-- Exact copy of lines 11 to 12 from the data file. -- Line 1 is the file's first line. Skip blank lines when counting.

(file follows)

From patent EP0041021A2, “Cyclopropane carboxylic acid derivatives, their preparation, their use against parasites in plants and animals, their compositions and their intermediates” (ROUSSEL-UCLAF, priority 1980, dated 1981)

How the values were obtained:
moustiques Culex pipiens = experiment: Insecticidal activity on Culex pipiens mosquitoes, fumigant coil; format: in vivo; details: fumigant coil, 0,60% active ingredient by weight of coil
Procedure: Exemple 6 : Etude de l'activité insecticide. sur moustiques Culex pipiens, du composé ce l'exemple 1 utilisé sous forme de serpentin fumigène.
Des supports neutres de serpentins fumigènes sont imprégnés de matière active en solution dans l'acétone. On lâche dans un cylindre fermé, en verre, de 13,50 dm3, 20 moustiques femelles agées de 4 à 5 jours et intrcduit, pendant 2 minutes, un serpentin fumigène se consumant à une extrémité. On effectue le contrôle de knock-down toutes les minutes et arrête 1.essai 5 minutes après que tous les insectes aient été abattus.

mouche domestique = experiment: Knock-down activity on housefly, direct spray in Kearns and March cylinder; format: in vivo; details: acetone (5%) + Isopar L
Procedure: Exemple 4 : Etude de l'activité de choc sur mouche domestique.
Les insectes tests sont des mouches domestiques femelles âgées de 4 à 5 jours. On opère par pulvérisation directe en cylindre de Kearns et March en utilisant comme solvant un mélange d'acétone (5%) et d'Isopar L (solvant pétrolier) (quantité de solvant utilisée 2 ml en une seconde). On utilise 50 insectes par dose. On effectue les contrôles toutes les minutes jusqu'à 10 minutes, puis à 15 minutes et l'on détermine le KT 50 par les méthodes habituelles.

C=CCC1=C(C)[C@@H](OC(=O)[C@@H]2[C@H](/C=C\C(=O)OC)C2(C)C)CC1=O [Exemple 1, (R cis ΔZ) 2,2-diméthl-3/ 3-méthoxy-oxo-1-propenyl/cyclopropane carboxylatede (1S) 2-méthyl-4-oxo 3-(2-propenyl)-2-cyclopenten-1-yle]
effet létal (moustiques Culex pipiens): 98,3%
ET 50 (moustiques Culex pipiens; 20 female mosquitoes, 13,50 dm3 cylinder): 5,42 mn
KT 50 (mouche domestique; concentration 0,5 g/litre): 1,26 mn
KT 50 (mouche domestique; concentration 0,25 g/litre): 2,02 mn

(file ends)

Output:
ET 50 (moustiques Culex pipiens; 20 female mosquitoes, 13,50 dm3 cylinder): 5,42 mn
KT 50 (mouche domestique; concentration 0,5 g/litre): 1,26 mn